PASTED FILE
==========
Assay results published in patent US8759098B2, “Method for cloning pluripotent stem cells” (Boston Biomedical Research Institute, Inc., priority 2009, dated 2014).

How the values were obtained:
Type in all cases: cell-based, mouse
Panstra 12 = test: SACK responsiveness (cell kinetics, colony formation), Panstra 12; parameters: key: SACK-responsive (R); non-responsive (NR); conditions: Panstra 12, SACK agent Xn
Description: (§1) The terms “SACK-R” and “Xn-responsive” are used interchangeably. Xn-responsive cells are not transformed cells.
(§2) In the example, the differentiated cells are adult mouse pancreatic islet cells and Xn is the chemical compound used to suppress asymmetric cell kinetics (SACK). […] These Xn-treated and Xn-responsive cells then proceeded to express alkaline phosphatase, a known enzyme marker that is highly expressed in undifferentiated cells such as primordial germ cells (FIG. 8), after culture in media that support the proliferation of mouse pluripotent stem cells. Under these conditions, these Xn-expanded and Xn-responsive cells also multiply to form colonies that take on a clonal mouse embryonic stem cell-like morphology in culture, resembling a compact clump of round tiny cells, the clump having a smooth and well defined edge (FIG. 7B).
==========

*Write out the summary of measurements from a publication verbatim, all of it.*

Assay results published in patent US8759098B2, “Method for cloning pluripotent stem cells” (Boston Biomedical Research Institute, Inc., priority 2009, dated 2014).

How the values were obtained:
Type in all cases: cell-based, mouse
Panstra 12 = test: SACK responsiveness (cell kinetics, colony formation), Panstra 12; parameters: key: SACK-responsive (R); non-responsive (NR); conditions: Panstra 12, SACK agent Xn
Description: (§1) The terms “SACK-R” and “Xn-responsive” are used interchangeably. Xn-responsive cells are not transformed cells.
(§2) In the example, the differentiated cells are adult mouse pancreatic islet cells and Xn is the chemical compound used to suppress asymmetric cell kinetics (SACK). […] These Xn-treated and Xn-responsive cells then proceeded to express alkaline phosphatase, a known enzyme marker that is highly expressed in undifferentiated cells such as primordial germ cells (FIG. 8), after culture in media that support the proliferation of mouse pluripotent stem cells. Under these conditions, these Xn-expanded and Xn-responsive cells also multiply to form colonies that take on a clonal mouse embryonic stem cell-like morphology in culture, resembling a compact clump of round tiny cells, the clump having a smooth and well defined edge (FIG. 7B).